PF3D7_1121300 and PF3D7_0704800 but not PF3D7_0613300 (Fig 9B and 9C) [57,58], with Tmvalues of 32±2˚C and 53±1˚C for PF3D7_1121300 and PF3D7_0704800, respectively. All G4FS led to an increase of fluorescence intensity following ThT incubation (Fig 9D) [59]. The IDS of PF3D7_1121300 and PF3D7_0704800 exhibited a positive peak at 273 nm and a nega- tive peak at 295 nm that are characteristic of G4 formation, while PF3D7_0613300 did not show a specific G4 profile (Fig 9E). This sequence of 34 nt contains an 8-nt tail in its 5’ end (Table 3). We therefore analyzed the ability of a shorter sequence without the 8-nt tail (PF3D7_0613300-no-tail) to form a G4 (Table 3). Interestingly, CD spectra and TDS showed that PF3D7_0613300-no-tail does fold into G4 (Fig 9B and 9C, respectively), but has a lowTm

value of 34±2˚C. The G4 formation of PF3D7_0613300-no-tail was further confirmed by ThT assay with an enhancement of emission fluorescence of ThT in presence of the G4FS, compared to ThT alone (Fig 9D). Finally, IDS of PF3D7_0613300-no-tail revealed a similar profile as PF3D7_1121300 and PF3D7_0704800 (Fig 9E), thus confirming the ability of the G4FS to fold into G4. Altogether, these results demonstrate that PDS deregulates a substantial proportion of thePlasmodiumtranscriptome and this effect includes G4-promoter genes.


The complexity of gene expression regulation in malaria parasites is still being unravelled.

Emerging evidence has highlighted the importance of G-quadruplexes in gene expression reg- ulation in eukaryotes [12,13]. In a recent landmark study, a method termed G4-seq has been employed to experimentally study the distribution of G4s in 12 species that included model organisms and pathogens of clinical relevance such asP.falciparum[31]. While its perfor- mance was optimal for %GC balanced genomes such as the human genome where the false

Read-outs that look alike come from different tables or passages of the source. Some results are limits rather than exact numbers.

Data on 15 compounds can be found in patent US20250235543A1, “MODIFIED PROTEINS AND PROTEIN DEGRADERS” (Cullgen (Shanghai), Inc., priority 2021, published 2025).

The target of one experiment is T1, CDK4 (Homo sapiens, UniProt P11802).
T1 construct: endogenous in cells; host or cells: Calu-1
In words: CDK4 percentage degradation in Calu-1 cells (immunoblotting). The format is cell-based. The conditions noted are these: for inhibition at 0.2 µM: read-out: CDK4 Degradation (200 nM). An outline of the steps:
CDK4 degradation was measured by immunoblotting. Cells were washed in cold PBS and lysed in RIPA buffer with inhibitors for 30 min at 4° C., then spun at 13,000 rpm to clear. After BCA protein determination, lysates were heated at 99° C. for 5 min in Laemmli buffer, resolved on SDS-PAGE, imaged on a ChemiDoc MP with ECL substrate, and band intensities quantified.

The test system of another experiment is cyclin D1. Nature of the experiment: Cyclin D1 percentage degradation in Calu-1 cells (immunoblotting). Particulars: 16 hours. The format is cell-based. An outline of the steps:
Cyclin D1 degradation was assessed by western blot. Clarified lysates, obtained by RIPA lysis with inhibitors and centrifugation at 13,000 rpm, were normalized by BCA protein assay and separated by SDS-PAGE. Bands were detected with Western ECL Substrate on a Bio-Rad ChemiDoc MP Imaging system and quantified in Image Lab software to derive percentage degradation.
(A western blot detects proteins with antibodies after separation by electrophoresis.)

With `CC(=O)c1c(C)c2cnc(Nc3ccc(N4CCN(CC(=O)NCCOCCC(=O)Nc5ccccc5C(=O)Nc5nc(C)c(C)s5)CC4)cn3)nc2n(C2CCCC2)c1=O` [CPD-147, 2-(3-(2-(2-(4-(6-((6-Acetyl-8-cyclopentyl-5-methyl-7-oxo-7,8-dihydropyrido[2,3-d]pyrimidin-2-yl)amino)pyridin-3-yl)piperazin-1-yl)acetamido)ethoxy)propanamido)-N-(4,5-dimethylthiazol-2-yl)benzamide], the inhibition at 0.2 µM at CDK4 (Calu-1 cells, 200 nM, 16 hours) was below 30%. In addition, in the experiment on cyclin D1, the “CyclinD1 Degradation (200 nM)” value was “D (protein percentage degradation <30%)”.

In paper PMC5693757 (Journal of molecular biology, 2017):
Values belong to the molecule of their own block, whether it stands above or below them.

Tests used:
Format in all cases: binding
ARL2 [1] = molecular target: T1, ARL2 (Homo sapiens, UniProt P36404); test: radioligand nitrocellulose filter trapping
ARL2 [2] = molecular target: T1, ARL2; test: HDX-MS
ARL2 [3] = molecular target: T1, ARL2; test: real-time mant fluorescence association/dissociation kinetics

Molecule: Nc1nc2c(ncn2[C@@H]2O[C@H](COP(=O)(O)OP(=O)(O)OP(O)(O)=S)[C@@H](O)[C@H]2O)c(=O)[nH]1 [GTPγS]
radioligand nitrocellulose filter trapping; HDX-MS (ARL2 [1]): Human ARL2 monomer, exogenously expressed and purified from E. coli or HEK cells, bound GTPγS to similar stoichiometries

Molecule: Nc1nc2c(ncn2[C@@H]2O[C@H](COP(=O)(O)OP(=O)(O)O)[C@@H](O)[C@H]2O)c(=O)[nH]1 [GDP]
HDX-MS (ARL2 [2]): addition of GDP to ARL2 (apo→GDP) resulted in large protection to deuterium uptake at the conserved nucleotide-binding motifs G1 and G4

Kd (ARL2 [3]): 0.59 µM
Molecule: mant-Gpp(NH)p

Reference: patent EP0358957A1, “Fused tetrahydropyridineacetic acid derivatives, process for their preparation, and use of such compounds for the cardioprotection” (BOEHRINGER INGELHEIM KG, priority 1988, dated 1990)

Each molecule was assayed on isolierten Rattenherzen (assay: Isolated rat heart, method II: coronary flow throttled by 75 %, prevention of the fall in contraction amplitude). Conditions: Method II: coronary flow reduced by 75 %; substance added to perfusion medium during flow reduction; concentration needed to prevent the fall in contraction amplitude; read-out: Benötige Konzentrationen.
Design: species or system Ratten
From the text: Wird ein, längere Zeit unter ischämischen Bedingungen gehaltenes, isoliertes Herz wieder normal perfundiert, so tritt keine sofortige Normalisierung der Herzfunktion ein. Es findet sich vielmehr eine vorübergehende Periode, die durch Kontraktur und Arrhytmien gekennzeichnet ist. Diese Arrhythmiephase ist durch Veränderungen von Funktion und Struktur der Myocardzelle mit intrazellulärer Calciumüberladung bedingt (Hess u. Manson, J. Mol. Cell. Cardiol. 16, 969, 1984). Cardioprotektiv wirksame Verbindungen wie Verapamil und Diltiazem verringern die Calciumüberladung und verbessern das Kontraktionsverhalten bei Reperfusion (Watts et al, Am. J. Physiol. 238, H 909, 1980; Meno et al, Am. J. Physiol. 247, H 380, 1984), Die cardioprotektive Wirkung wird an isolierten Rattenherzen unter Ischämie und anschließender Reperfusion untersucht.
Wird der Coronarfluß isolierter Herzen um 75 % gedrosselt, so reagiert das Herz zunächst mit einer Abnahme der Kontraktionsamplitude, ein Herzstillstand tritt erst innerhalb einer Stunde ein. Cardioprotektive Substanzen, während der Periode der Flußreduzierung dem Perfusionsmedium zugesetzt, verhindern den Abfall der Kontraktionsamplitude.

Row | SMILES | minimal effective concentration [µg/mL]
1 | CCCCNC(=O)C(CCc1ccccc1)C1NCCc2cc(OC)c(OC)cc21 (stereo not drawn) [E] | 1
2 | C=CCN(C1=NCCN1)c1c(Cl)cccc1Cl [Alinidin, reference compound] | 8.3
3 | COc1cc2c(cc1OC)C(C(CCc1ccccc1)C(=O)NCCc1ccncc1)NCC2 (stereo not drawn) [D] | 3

Fig 7. Transcriptional control of G4FS invarpromoters. (A) Growth curve analysis and IC50determination ofP.falciparum3D7 strain treated with PDS using Desjardins experiment [62]. Error bars represent standard deviations of experiments done in triplicate. (B) Promoter-driven luciferase assay performed by transient transfection ofP.falciparumat ring stage (dark grey bars) with plasmids that encode theluciferasegene under calmodulingene promoter with the G4 sequence that was cloned upstream the promoter. Parasites were maintained for 48h before saponin-lysis and luciferase signal measurement. In parallel, parasites were treated with 1μM pyridostatin (PDS) (light grey bars). Results are the mean of three independent experiments (two-tailedt-test,��p-value<0.01).



discovery rate (FDR) was estimated to be 8%, the Illumina sequencing conditions (e.g. primer extension reaction performed at 55˚C or above) and the parameters for G4 detection led this method to perform sub-optimally for the AT-rich genome ofP.falciparum(~80% AT; FDR